WTI Crude prices have recently surged to their highest level in three and a half years—just above $70 a barrel. In theory, that’s higher than the average breakeven costs of all key U.S. shale plays. Even $60 WTI is higher than the average breakeven prices, as per the latest quarterly Dallas Fed Energy Survey from March.
Yet, U.S. shale producers are not necessarily raking in huge profits, although Q1 was their best start to a year in three years.
Profits are constrained by pipeline bottlenecks in the Permian, higher costs for drilling services, some bad hedging bets capping part of company sales at below market prices, the huge discount of WTI Midland crude to WTI and Brent due to said bottlenecks amid soaring production, and investment in more drilling activity.
U.S. shale producers face takeaway bottlenecks in the Permian, which is widening the WTI Midland crude discount to WTI Crude. So the prices at which producers sell their oil is not the same as the one we see on the oil price charts.
“Even as falling inventories and geopolitical risks put upward pressure on benchmark crude spot prices, tightening constraints on crude oil transport are increasingly driving a wedge between the Brent global crude benchmark and crude priced in the Permian Basin,” the Dallas Fed said in its May 2018 Energy Indicators report.
“The discount between Brent crude and WTI barrels priced in Midland increased from an average of $2 in the first half of 2017 to an average of $5.30 in the second half. Congested takeaway capacity from the Permian has further widened the discount in 2018. That spread averaged $10.77 in April—the largest monthly spread between the two since September 2014.”
The EIA also flagged the rapidly widening spread in its latest Short-Term Energy Outlook from May 8.
“As production grows beyond the capacity of existing pipeline infrastructure, producers must use more expensive forms of transportation, including rail and trucks. As a result, WTI Midland price spreads widened to the largest discount to Brent since 2014. The WTI Midland differential to Brent settled at -$17.69/b on May 3, which represents a widening of $9.76/b since April 2,” the EIA said.
In addition, companies have increased investment in drilling more in the Permian and even in the Bakken, so their positive cash positions have not boomed in lockstep with the rallying WTI oil prices.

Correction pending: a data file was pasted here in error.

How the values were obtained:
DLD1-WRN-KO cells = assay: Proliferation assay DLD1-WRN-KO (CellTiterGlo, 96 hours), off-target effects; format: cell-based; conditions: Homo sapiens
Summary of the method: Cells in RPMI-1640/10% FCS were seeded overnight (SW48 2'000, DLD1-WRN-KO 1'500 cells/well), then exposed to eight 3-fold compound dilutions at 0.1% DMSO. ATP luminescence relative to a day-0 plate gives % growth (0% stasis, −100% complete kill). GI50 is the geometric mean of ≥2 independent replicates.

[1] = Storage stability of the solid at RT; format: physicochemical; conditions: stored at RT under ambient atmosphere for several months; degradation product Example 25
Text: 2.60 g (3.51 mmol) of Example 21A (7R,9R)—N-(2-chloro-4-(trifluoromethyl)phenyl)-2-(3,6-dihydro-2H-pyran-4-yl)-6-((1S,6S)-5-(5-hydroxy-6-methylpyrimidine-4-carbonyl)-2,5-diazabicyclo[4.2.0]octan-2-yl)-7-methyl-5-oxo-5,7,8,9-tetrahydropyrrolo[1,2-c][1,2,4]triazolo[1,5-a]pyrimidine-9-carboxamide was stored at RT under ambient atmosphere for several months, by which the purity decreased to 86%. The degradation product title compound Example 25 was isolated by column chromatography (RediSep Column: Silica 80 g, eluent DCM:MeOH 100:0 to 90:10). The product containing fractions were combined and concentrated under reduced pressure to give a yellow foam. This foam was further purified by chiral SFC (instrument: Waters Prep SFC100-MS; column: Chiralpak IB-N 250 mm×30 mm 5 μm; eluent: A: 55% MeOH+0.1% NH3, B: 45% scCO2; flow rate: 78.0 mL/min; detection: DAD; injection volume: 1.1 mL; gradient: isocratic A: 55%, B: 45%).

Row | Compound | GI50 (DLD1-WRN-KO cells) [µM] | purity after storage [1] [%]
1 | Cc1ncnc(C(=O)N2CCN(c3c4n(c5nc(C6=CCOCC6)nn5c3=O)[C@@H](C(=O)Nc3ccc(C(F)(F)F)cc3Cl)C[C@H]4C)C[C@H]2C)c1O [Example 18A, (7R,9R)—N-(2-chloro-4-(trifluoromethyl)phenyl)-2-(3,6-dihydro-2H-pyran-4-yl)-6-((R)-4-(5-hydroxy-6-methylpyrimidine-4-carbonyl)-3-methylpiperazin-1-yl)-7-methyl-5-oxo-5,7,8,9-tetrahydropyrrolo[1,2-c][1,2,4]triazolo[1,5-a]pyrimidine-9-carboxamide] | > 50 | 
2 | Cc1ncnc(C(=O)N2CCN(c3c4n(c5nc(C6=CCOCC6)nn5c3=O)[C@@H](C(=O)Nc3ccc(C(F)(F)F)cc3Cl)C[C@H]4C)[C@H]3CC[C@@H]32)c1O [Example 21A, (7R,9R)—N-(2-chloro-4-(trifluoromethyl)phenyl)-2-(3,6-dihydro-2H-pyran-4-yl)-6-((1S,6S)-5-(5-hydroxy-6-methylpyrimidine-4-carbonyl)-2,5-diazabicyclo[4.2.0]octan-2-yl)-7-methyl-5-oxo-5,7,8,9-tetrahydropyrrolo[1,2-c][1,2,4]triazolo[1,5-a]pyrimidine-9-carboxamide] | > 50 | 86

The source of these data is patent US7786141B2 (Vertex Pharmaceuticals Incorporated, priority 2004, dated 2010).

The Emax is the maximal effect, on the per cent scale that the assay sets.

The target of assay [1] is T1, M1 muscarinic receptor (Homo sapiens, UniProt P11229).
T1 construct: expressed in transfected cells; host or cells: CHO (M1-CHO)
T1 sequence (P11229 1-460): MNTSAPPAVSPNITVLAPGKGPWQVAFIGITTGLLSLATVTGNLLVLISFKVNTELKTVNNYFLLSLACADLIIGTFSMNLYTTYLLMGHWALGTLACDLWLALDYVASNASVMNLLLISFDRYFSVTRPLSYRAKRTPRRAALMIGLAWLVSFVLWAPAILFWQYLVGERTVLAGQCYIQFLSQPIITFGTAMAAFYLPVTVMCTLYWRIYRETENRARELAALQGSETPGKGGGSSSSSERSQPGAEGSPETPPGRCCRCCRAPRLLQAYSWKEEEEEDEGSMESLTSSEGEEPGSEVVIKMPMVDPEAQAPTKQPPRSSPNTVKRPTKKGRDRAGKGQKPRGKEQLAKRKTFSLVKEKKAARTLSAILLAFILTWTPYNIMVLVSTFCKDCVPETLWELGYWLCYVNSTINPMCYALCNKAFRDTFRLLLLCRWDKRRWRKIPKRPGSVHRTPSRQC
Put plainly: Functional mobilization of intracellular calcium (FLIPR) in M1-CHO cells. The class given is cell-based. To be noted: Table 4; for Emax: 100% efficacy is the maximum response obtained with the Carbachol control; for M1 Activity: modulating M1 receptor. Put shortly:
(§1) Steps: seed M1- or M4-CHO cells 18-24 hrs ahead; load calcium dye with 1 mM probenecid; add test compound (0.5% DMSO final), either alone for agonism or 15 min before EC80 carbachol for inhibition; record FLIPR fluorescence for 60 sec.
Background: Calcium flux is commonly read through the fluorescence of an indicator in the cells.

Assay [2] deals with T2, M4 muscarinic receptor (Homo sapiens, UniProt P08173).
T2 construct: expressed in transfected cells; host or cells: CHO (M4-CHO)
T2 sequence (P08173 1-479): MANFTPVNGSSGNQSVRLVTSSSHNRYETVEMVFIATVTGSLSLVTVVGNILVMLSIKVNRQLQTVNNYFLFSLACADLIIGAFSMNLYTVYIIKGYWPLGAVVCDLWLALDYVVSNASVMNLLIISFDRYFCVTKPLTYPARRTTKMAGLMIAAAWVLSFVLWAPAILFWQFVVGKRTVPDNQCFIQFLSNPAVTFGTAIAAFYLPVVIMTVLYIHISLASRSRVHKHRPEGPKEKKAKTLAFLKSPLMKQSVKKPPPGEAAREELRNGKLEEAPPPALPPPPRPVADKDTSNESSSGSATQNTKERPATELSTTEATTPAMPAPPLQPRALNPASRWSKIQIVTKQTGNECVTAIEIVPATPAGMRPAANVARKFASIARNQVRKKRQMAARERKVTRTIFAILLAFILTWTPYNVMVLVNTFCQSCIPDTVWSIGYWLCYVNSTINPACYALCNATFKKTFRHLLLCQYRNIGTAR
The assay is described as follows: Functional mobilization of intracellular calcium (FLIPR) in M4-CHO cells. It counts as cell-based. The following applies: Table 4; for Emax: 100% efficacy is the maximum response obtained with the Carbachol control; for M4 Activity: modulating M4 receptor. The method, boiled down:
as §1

Shale companies “are just not generating enough cash to fund all of their investment in new wells,” James Williams, energy economist at WTRG Economics, told MarketWatch’s Myra Saefon.
“But the cash flows in over time, after you spend the money on drilling the well,” Williams noted.
Most of the top 20 U.S. oil firms focused on shale drilling were still spending in Q1 more cash than they were making, according to an analysis by the Wall Street Journal based on FactSet data. Of those 20 companies, just five generated more cash than they spent in Q1, according to the WSJ analysis.
Then, even if prices are now higher than the average breakevens across the major basins, cost inflation is back with a vengeance, and shale companies expect a double-digit cost jump this year, while there is also a shortage of fracking crews and truck drivers in parts of the Permian.
Moreover, some shale producers have been booking losses from hedging, after they hedged part of their production at $50 and $55 a barrel WTI, which caps part of their gains when prices rally well above that level. Hedging contracts capped at $65 or below are now a drag on company sales instead of the lifeline they were during the oil price slump.
“These companies aren’t exposed to the higher prices because many of them hedged their oil production at $50 per barrel,” Matt Badiali, senior research analyst at Banyan Hill, told MarketWatch.
Rallying oil prices surely help U.S. producers, but they still have work to do to turn the higher prices (assuming they are sustainable) into higher profits.
|Tsvetana Paraskova for OilPrice.com|